Seriously. That’s all it takes. (Okay, it takes a wee bit more to build a great blogger program, and these six blogger outreach pointers from Monica O’Brien are great guidelines to help you with this.)

But as an example of knowing your target, all it would have taken was for the PR person that emailed me to use the search box in my sidebar, and type in Klout.

That would have shown my opinion of Klout and that I wouldn’t be interested, which would save the agency time and negate the need to tell the client why they didn’t get editorial placement on certain blogs.

Because, ironically enough, bloggers (mostly) do want to help PR agencies share their clients - especially if it helps benefit their community and let the blogger share early news about an awesome and relevant product or service in their niche.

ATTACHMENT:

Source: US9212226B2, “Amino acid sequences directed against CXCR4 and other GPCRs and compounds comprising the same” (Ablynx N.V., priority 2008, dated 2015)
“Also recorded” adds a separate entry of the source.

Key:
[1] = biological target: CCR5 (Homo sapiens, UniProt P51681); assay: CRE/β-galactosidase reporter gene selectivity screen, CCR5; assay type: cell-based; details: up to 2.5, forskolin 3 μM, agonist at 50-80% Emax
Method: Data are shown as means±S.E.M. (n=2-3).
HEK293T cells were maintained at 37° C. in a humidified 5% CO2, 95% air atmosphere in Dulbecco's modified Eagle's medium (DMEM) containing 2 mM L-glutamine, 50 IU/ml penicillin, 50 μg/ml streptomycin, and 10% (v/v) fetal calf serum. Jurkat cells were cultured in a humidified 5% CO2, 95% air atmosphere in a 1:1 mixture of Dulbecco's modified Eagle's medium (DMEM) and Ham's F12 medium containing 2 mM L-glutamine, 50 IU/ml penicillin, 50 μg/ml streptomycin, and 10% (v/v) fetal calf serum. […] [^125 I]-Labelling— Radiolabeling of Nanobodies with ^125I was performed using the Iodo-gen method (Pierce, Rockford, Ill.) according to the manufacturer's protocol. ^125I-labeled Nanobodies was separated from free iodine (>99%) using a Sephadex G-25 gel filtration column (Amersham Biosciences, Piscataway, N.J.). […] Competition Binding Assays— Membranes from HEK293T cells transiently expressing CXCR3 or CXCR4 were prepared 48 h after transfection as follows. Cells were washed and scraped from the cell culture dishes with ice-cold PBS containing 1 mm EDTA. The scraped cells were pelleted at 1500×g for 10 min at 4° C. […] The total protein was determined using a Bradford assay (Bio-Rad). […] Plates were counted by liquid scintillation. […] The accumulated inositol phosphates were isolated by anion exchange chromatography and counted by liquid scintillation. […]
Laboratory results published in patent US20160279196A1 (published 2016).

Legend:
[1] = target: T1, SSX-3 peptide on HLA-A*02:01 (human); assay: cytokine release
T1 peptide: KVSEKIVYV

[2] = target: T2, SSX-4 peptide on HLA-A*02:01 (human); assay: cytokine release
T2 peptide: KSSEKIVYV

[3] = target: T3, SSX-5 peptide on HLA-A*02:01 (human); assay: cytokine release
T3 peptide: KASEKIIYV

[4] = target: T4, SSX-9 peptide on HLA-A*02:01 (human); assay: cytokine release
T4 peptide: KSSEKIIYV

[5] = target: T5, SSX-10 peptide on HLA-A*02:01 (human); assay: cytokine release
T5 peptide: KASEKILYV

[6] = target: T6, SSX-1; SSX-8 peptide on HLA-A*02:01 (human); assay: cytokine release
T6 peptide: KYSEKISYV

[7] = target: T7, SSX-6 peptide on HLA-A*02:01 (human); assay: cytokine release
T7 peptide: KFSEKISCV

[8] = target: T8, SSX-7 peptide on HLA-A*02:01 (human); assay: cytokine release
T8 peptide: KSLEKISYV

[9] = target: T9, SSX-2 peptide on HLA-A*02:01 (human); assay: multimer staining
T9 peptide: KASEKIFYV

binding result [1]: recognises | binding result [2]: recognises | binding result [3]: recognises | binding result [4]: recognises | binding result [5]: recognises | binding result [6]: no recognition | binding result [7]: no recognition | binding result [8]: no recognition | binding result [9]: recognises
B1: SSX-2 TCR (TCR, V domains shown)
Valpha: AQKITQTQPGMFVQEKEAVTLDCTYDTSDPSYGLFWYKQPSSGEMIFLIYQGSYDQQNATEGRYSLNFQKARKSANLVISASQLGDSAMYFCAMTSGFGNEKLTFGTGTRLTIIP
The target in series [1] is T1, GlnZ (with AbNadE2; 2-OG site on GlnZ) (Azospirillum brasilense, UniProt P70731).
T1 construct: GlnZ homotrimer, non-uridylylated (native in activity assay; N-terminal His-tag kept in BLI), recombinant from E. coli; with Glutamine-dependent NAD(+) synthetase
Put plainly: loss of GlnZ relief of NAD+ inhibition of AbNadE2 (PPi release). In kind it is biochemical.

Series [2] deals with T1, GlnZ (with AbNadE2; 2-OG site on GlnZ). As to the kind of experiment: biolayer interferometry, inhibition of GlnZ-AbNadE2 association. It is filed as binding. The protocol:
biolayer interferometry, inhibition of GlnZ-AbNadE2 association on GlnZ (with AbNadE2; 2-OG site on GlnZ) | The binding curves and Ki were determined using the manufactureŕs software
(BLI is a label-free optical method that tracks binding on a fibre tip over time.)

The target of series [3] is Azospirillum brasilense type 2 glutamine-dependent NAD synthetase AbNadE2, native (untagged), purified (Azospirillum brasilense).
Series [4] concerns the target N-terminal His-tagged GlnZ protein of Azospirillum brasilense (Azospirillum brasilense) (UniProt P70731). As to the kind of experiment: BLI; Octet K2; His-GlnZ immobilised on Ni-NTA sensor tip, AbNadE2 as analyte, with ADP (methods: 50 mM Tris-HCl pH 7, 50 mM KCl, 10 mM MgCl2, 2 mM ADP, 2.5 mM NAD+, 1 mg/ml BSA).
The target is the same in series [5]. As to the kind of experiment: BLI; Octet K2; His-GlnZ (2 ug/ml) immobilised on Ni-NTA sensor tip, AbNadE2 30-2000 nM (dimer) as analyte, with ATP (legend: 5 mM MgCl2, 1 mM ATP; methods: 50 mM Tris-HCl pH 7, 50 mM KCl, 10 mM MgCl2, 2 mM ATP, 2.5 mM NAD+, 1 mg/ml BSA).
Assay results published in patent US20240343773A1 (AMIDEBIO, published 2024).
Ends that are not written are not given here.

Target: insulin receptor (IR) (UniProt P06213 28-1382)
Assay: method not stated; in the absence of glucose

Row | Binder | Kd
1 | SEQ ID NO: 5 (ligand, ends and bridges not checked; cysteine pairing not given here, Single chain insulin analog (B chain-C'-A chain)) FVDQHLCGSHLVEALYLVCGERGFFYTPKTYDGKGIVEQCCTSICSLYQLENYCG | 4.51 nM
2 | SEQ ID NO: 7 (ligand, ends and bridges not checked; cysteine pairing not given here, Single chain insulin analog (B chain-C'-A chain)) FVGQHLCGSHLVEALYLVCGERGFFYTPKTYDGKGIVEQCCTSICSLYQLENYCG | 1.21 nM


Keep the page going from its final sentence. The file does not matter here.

So, PR folks. It’s simple. If you don’t have a blogger outreach specialist as part of your make-up, it’s becoming increasingly important that you do.

Blogs aren’t going away any time fast – but your clients might if the coverage isn’t there because your outreach wasn’t researched…

image: bamalibrarylady

154 comments
JayB2B
JayB2B

Great article Danny. As someone who lives and breathes Blogger Outreach, I'm consistently alarmed at how little attention some companies give towards this process. I'm in talks right now with a large, well funded startup whose entire sales model will be built on top of their Blogger network, and it's truly alarming to see the lack of knowledge by the "execs" they have brought in to design it.

JayB2B
JayB2B

Great article Danny. As someone who lives and breathes Blogger Outreach, I'm consistently alarmed at how little attention some companies give towards this process. I'm in talks right now with a large, well funded startup whose entire sales model will be built on top of their Blogger network, and it's truly alarming to see the lack of knowledge by the "execs" they have brought in to design it.

Danny Brown
Danny Brown